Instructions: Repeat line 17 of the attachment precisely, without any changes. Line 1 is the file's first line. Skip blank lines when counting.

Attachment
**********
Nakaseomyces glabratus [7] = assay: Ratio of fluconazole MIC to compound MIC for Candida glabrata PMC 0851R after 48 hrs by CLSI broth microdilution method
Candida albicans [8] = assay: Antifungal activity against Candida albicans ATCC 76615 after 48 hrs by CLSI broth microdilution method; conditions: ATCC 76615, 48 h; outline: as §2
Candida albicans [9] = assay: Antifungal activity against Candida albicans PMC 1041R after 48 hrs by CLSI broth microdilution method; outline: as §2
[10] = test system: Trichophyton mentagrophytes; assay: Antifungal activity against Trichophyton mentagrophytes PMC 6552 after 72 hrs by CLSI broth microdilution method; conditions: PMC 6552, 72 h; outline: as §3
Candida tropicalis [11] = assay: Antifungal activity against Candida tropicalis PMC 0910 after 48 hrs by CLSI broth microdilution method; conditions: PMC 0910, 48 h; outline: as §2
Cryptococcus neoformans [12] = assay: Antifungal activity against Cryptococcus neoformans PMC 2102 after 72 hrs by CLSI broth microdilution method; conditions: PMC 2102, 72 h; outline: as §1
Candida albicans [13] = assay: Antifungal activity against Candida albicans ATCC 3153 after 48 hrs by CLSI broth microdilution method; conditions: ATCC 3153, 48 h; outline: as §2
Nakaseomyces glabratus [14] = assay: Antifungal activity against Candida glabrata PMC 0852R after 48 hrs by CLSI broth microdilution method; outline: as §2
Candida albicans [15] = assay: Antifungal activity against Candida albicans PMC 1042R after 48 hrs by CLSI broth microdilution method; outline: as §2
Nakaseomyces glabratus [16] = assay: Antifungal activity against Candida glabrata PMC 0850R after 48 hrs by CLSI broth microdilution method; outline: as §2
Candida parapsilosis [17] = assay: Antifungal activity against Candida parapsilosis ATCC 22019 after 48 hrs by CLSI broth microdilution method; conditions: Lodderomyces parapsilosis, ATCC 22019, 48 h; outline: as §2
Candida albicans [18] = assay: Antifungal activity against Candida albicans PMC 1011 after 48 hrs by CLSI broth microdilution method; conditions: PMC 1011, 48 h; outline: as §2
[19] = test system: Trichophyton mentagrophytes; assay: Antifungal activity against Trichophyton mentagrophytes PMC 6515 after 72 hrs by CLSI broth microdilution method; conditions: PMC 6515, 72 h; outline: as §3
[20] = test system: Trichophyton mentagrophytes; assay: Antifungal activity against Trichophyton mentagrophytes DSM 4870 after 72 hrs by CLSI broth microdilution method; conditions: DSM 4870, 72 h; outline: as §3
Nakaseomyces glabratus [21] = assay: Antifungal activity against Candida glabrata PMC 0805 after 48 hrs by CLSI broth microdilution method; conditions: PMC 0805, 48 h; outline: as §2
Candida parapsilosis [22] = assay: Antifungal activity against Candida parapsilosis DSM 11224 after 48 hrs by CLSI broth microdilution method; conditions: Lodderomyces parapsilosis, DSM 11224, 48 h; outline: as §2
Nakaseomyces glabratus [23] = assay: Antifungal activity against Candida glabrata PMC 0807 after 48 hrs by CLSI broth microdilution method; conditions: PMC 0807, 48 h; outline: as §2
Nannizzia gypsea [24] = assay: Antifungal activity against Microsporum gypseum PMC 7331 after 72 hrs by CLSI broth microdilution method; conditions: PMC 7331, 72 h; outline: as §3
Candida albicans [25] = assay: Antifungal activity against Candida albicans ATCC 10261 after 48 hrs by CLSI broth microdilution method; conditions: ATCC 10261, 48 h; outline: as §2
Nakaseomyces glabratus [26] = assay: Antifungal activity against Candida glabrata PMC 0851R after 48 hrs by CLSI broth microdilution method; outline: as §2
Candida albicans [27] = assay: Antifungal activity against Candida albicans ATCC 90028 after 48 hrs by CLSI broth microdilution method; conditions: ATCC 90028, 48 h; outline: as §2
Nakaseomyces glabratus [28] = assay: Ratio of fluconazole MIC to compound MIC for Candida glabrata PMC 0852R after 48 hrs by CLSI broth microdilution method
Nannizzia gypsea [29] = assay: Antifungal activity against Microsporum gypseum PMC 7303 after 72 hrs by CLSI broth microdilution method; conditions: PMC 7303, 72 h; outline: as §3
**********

Nakaseomyces glabratus [23] = assay: Antifungal activity against Candida glabrata PMC 0807 after 48 hrs by CLSI broth microdilution method; conditions: PMC 0807, 48 h; outline: as §2